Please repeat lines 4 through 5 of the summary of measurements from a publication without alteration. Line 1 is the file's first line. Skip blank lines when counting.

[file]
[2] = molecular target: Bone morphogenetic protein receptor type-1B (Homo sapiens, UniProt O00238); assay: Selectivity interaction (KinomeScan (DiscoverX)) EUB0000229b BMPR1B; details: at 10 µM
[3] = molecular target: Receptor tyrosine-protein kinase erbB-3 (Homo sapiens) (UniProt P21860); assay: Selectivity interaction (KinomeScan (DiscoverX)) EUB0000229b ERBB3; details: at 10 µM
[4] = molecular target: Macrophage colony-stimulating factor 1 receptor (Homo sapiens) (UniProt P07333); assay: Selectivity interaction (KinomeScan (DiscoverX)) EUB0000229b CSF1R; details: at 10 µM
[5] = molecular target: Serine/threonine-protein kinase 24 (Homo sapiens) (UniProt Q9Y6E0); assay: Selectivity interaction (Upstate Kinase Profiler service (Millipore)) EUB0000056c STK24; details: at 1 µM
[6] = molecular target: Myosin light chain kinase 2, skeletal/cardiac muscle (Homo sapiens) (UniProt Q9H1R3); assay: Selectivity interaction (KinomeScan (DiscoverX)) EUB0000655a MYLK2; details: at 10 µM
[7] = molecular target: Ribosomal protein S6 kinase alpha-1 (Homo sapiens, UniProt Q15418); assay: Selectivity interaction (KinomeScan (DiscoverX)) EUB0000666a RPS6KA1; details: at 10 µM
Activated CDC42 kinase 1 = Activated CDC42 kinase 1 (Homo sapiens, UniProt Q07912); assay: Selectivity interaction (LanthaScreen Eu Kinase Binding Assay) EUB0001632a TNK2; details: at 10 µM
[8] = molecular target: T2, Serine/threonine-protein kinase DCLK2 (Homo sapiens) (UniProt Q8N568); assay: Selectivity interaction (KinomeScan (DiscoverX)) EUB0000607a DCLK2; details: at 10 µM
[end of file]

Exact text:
[5] = molecular target: Serine/threonine-protein kinase 24 (Homo sapiens) (UniProt Q9Y6E0); assay: Selectivity interaction (Upstate Kinase Profiler service (Millipore)) EUB0000056c STK24; details: at 1 µM
[6] = molecular target: Myosin light chain kinase 2, skeletal/cardiac muscle (Homo sapiens) (UniProt Q9H1R3); assay: Selectivity interaction (KinomeScan (DiscoverX)) EUB0000655a MYLK2; details: at 10 µM